Generally defined as “an area where water flows over a vertical drop or a series of steep drops in the course of a stream or river”, a waterfall can be anything from a metre in height to many hundreds of metres. Cascades are defined as a “series of small, continuous waterfalls”, and are therefore a type (or subset) of waterfalls.

How many waterfall types are there?

Waterfalls can be classified into many different types, depending primarily on how the water falls. The ten classifications below are fairly widely accepted:

  1. Block, Ledge or Rectangular – falling water has a clear rectangular shape, like a sheet of water over the cliff face
  2. Cascade – water descends along a sloped surface with irregular shape, usually consisting of several small steps
  3. Cataract – a waterfall that is large, very powerful and rushes down with force.
  4. Chute – pressurized waterfall where a large volume of water is forced through a narrow passage
  5. Fan – water produces a fan-like shape as it descends into its pool below, while retaining its contact with the bedrock
  6. Horsetail – usually a narrow fall, where the descending water maintains contact with the bedrock most of the time
  7. Plunge – fast-flowing water drops down in a vertical flow, completely losing contact with the cliff face
    A Plunge waterfall can also be classified as Punchbowl, where the water initially flows in a constricted form before spreading out into a wide pool at the bottom of the fall
  8. Segmented – watercourse is segmented into several distinct stream beds, each forming its own waterfall
  9. Tiered or multi-step – height of the waterfall is divided on several distinct steps

Some classifications may also include:

  • Frozen – any fall which contains ice, or where the water haz frozen solid.
  • Scree (or talus)- where the water flows over loose rocks or boulders, which are often accumulated at the base of another, steeper waterfall. These are fundamentally the same as a cascade.
  • Slide – a shallow waterfall that may look more like a rapid, with the water glides down a relatively low angle slope and maintaining continuous contact with bedrock. These can also be classified as a (shallow) cascade.

For a bit more complexity and confusion, a single waterfall can be classified as more than one type.

What are the highest waterfalls?

The tallest ten waterfalls in the world by overall height are:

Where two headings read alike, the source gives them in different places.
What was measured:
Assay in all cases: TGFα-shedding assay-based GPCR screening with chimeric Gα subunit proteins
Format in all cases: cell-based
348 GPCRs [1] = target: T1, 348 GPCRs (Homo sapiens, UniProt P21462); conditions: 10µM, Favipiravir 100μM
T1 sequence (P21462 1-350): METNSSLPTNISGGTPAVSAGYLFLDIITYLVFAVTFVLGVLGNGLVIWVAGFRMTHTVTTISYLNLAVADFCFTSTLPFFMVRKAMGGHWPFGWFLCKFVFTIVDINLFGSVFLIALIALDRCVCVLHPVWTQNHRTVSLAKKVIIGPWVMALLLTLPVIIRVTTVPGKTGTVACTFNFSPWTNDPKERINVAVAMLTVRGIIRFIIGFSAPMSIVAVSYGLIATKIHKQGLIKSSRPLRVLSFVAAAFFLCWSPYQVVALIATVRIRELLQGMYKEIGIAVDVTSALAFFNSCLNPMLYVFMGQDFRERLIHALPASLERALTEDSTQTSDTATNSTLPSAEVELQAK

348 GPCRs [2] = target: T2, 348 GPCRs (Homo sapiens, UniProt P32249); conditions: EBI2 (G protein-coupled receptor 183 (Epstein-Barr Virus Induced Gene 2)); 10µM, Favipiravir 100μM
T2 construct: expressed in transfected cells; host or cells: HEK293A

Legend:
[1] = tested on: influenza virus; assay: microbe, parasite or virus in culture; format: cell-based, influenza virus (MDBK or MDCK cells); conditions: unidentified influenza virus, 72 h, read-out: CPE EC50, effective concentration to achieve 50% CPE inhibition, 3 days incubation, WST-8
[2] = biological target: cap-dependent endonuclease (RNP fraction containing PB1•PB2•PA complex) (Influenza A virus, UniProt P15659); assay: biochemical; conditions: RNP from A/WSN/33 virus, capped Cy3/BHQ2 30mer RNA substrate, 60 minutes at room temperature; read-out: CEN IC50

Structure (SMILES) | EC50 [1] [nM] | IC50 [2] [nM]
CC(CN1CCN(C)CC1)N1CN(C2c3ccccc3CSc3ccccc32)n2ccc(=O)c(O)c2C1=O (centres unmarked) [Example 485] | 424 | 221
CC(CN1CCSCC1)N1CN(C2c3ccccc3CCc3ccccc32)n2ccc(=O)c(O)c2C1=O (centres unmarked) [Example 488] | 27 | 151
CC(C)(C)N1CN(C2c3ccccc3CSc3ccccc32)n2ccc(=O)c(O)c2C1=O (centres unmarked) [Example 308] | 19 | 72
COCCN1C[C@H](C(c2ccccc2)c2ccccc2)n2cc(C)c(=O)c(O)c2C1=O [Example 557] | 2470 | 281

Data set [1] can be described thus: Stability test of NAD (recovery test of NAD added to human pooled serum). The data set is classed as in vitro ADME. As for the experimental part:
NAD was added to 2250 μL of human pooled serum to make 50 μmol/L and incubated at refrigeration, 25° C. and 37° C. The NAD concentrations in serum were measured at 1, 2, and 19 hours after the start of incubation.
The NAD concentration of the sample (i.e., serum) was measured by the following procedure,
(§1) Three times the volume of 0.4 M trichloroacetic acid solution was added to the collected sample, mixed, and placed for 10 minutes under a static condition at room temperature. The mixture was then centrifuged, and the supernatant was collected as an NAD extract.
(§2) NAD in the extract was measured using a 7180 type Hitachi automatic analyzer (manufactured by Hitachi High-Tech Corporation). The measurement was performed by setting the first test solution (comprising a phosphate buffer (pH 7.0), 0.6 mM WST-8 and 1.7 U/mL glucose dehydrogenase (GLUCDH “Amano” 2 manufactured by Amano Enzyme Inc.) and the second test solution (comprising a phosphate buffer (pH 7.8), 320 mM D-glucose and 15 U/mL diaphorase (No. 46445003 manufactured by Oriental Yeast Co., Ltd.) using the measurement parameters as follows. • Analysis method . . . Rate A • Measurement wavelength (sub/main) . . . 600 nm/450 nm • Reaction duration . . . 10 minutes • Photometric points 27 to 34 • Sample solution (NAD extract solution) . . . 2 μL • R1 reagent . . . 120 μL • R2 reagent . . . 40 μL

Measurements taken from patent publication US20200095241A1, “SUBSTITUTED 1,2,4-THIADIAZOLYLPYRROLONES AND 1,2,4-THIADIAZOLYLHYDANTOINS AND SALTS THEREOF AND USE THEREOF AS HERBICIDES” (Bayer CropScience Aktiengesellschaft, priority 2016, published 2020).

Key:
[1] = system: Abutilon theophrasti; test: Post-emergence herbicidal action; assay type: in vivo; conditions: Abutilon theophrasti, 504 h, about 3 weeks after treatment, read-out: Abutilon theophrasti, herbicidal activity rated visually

NameOverall heightVertical DropLocation
Angel Falls979m807mBolivar, Venezuela
Tugela Falls948m411mKwaZulu-Natal, South Africa
Tres Hermanas Falls914mN/AJunin, Peru
Olo’upena Falls900mN/AHawaii, USA
Yumbilla Falls896mN/AAmazonas, Peru
Skorga875mN/AMøre og Romsdal, Norway
Vinnufossen860m420mMøre og Romsdal, Norway
Balåifossen850m452mVestland, Norway
Mattenbachfall840m*N/ALauterbrunnental, Switzerland
Pu’uka’oku Falls840mN/AHawaii, USA
James Bruce Falls840mN/ABritish Columbia, Canada
* Mattenbachfall has been surveyed as being 930m in height.

The tallest waterfalls by vertical drop are:

NameOverall heightVertical DropLocation
Angel Falls979m807mBolivar, Venezuela
Waihilau Falls792m792mHawaii, USA
Mongefossen773m773mMøre og Romsdal, Norway
Manawainui Falls719m719mHawaii, USA
Kjeragfossen715m715mRogaland, Norway
Tågfossen710m710mMøre og Romsdal, Norway
Ølmåfossen710m710mMøre og Romsdal, Norway
Salto Kukenaam674m674mBolivar, Venezuela
Langfoss612m612mVestland, Norway
Tverrgrovfossen610m610mMøre og Romsdal, Norway
Salto de Iguapo600m600mLauterbrunnental, Switzerland

Did you know?

  • The noise from Victoria Falls in Zambia and Zimbabwe is so loud that it can be heard from 40km (25 miles) away!
  • Angel Falls in Venezuela is so high that the water usually turns to mist before it reaches the bottom.
  • There are underground waterfalls in caves, as well as underwater waterfalls. The tallest underwater waterfall is the Denmark Strait cataract, which has a drop of about 3500 metres.
  • The tallest man-made waterfall in the world is has a drop of 165m, and was created by the Romans in 271 BC. Called the Cascata delle Marmore, it was constructed to divert stagnant waters from wetlands over a natural cliff.

More information on waterfalls